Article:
Toilet water bill?

Adly812
Adly812 Posts: 557
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I have a faulty toilet valve causing problems with water rising in my cistern then overfilling and trickling out into the overflow and into the pan...how significantly is the water bill impacted. #worrier
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  • London50
    London50 Posts: 1,850
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    I would think only to a very small amount, if you are that worried about the water cost just adjust the float in your cistern so the water shuts off and is not wasted:0)
  • Adly812
    Adly812 Posts: 557
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    I'm trying but something is causing the inlet valve to malfunction. And it's a work in progress trying to figure out what lol. I the meantime bit concerned on my water loss
  • PasturesNew
    PasturesNew Posts: 70,698
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    edited 6 May 2017 at 7:49PM
    If the loo's fairly new, then you might find there's a "little screw" in the water-in pipe outside of the cistern... that you can turn and turn the water off.... if you've got that, then flush the loo, wait for the cistern to refill, then turn the water off with the little screw until next time.

    A constant dribble COULD be costing you £1-2/day ... but that's a pure guess. But it's certainly not "50p/month extra"
  • victor2
    victor2 Posts: 7,514
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    Can you read your water meter?
    I so, take a reading and take another an hour later with no water having been used (apart from the overflowing toilet). You should then be able to work out how much water has been used, and from that work out the cost per day etc.

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  • London50
    London50 Posts: 1,850
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    Possible that the washer in the inlet valve is stuck or has some grit in it therefore stopping the valve to shut off totally.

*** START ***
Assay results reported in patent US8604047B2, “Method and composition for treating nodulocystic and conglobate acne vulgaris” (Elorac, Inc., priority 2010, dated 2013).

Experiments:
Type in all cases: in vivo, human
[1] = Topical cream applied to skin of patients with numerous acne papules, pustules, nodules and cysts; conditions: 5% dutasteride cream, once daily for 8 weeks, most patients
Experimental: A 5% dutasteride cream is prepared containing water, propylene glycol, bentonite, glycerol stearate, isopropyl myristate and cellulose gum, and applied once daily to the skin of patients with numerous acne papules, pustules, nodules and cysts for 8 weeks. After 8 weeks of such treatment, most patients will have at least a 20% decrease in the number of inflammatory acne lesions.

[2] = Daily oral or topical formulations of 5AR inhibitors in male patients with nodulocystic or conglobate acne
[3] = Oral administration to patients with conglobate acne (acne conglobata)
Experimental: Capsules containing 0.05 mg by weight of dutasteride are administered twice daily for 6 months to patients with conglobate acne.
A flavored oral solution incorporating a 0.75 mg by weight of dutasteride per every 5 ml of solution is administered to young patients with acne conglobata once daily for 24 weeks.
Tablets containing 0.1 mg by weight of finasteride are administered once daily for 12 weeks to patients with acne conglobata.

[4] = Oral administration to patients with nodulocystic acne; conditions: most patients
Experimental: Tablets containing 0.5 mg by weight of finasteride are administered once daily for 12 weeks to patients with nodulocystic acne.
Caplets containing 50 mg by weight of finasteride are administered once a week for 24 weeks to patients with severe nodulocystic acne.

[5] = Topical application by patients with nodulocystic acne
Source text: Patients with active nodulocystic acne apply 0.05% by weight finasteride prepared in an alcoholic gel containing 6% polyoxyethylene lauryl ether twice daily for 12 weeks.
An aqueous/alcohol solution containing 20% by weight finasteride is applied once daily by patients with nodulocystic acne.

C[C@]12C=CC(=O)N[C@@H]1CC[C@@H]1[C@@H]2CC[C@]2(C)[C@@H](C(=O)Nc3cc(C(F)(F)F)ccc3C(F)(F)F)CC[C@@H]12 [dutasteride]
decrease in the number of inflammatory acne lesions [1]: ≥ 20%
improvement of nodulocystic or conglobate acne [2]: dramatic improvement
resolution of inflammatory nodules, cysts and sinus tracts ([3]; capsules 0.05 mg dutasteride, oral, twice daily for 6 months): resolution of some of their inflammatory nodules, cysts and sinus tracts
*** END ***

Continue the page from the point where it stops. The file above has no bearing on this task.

I would try turning off the water, disconnect the whole unit to see if that is the problem {if it is the washer} just reverse it or take it to a local Wickes/B&Q and get it replaced.
    For myself and no I am not a plumber I would say the strip down/clean and rebuild would take about 30 mins plus/minus any trip to the shops. :0)
  • Adly812
    Adly812 Posts: 557
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    I replaced the ininlet valve just last Sunday... And weird- I turned off the mains water supply.. Returned home and somehow.. The cistern had filled and the inlet valve malfunctioned causing the overspill.. Even with the mains supply off? So confused..
  • London50
    London50 Posts: 1,850
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    Not possible if the mains water was turned off unless you have a cold water tank {therefore a low pressure cistern} or the mains stopc0ck was not fully off {that I find unlikely else you would have water running when you removed inlet valve.}
    If you do have a cold water tank there should be a gate valve to stop any water coming from it when it is closed.
    Other than that if all else fails call a plumber ;0)
  • Adly812
    Adly812 Posts: 557
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    If I turn off the mains supply - no water comes through from the taps? Therefore I assumed it was off? But on my combo boiler I have a hot tap icon/ cold/ heating gas icon ... Therefore could it be due to having a cold water tank ?? And the fact I was away a few days the small pressure caused the cistern to overfill ?? Perhaps I should turn the boiler off at the wall? As I left the switch on, but it's not currently running it heating or doing anything ??
  • London50
    London50 Posts: 1,850
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    Your combi boiler should not have any bearing on your cistern as that is just for your heating and hot water. I was thinking more of a cold water cistern in a loft/airing cupboard supping cold water to your bathroom sink/bath and your toilet.
  • Adly812
    Adly812 Posts: 557
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    Not that I'm aware ? Would you suggest Isolating the toilet snd switching off the touket supply water as well as the mains to see if that helps? I have a screw type shut off valve that needs turned with a flat screw driver so the line faces horizontal not vertical - do I twist this right or left to shut off water at toilet? Thank you in advance
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